The staff editorial is the majority opinion of The Murray State News Editorial Board
The eyes of the world have settled on the city of Charlottesville, Virginia.
The city of 50,000 is home to the University of Virginia, Thomas Jefferson’s Monticello plantation home and a due-to-be-removed statue of Confederate icon Gen. Robert E. Lee which has sparked one of the largest white supremacist rallies in recent memory.
And the fallout is only just beginning.
Before continuing, it must be made clear that The Murray State News Editorial Board does not support, condone or sympathize with the actions and motives of the neo-Nazi and white supremacist protesters. Their hate speech should not be tolerated or accepted in a nation of which the majority of citizens value multiculturalism, diversity and safety.
However, the “Unite the Right” rally has given birth to a large doxxing phenomenon which, while generally effective at shaming these individuals back into the shadows of society where they belong, raises almost as many questions as it answers.
Doxxing, as defined by the Merriam-Webster Dictionary, is “to publicly identify or publish private information about (someone) especially as a form of punishment or revenge.”
Irresponsibly exercising one’s right to free speech often comes with consequences, and in the case of these Confederate sympathizers, having their ideologies and identities publicly exposed is one such consequence.
These protesters, whose rallying cry is the Ku Klux Klan hallmark “blood and soil” and who have advocated for genocide and violence, are losing the protection of the mob mentality they clung onto and are shedding friends, family and jobs faster than their metaphorical white hoods can be snatched.
But what happens when “citizen journalists,” ordinary people who pride themselves on their Nancy Drew-like detective work, go after the wrong person? And then that person and their family receive death threats and suspicious packages on their doorstep?
The internet, social media in particular, allows the sharing of information at speeds so dizzying they would put a “Fast and Furious” stunt driver to shame. So when the wrong information gets thrown out into cyberspace, it’s nearly impossible to stop.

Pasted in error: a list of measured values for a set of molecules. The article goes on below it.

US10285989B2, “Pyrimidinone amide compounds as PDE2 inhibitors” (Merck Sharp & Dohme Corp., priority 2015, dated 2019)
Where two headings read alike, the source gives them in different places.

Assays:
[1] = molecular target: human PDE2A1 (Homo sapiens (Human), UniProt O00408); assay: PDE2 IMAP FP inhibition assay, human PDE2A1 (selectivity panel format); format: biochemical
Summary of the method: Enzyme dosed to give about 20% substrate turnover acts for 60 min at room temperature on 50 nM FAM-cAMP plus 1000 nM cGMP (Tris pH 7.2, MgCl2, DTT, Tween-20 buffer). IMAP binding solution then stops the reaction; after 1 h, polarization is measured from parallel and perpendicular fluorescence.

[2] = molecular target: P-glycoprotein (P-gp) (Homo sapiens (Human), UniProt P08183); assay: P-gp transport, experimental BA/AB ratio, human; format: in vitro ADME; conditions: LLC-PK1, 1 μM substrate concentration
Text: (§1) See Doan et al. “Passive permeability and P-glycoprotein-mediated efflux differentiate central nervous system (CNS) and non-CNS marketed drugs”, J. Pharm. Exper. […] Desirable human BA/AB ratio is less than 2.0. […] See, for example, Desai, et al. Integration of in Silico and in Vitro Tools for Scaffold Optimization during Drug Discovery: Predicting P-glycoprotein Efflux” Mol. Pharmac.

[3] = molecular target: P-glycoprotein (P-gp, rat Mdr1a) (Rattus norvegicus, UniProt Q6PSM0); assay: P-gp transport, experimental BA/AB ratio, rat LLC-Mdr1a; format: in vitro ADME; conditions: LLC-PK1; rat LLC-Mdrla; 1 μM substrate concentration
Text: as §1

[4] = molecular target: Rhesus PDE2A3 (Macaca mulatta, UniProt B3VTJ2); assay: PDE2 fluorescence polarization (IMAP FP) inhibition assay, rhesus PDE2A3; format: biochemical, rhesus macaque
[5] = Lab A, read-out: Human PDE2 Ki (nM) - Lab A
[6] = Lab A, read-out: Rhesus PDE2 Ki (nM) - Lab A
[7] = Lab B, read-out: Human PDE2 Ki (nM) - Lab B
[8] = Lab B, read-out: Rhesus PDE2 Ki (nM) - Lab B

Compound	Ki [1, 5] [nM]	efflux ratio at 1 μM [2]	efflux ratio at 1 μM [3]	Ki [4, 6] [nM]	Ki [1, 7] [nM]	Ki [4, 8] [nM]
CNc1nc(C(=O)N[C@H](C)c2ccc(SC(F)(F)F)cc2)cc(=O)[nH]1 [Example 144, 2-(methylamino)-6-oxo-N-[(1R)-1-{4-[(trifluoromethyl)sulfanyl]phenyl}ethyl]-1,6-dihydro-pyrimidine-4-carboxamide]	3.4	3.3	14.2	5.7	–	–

Professional journalists practice due diligence to the highest degree, as the misidentification of a person can quickly kill a career and severely damage the reputation of the organizations said journalists represent.
But for a Facebook detective, the stakes aren’t so high. And if there is so little to lose, the sense of responsibility one has when handling such delicate situations is lost.
Some will argue the end justifies the means. Others will argue that even one mistake severely damages the credibility of the counter action and possibly even invalidates it completely.
And if the credibility of doxxing is an issue of morality, a consensus will never be reached – what’s considered moral is as different from person to person as a fingerprint.
So then how do we collectively come to terms with the reality of a world in which a few keystrokes can put an innocent person in the crosshairs of passionate and furious justice as quickly as it can unmask a white supremacist for the threat to society they truly are?
If you are committed to holding your fellow countrymen responsible for their vile misuse of the freedom to speak as they please, you yourself must weigh heavily the responsibility you hold in making our country as safe as possible. Death threats, vandalization and fraudulent accusations are not benefiting either side.
The oft-invoked mantra, “with great power comes great responsibility,” rings truer now than it ever has.